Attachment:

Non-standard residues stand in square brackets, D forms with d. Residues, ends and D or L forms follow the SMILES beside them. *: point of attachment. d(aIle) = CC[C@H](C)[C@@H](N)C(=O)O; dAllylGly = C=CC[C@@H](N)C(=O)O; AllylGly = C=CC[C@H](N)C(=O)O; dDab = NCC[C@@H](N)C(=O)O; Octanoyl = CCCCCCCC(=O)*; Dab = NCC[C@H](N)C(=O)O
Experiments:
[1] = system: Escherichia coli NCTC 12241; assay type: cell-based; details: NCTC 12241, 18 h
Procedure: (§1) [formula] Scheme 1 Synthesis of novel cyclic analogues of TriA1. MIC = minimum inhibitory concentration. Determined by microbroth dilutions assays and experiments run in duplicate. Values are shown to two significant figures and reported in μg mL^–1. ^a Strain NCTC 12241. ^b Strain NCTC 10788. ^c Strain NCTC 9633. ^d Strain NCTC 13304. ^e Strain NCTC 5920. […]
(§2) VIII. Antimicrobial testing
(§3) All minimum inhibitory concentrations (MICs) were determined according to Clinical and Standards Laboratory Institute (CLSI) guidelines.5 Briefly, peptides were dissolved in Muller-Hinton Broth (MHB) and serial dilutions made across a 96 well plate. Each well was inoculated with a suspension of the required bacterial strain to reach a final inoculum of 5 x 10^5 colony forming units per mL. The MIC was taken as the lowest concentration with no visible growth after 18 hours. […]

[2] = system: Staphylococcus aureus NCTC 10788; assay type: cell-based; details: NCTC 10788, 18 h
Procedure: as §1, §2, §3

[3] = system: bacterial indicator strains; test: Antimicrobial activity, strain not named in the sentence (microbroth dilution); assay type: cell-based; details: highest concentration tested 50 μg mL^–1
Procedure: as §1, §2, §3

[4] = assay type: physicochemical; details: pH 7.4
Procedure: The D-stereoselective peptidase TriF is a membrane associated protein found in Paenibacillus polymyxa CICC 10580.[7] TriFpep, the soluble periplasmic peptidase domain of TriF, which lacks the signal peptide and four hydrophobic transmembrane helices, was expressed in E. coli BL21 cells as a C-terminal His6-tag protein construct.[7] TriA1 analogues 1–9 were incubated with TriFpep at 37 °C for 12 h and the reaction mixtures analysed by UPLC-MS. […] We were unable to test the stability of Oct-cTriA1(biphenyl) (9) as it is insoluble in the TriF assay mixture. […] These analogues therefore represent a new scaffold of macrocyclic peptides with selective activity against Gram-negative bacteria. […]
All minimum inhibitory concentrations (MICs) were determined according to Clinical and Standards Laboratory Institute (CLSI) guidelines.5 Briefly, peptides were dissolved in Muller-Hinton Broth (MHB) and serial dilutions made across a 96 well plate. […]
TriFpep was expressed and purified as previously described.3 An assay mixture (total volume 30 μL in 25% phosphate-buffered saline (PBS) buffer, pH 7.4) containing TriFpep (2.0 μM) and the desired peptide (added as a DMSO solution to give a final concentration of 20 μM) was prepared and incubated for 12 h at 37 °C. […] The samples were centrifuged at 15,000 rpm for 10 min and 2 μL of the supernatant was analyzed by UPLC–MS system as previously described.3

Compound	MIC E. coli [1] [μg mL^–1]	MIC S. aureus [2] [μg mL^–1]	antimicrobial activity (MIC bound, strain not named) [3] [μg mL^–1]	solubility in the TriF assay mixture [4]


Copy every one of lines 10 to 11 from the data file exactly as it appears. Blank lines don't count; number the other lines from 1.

Procedure: as §1, §2, §3

[4] = assay type: physicochemical; details: pH 7.4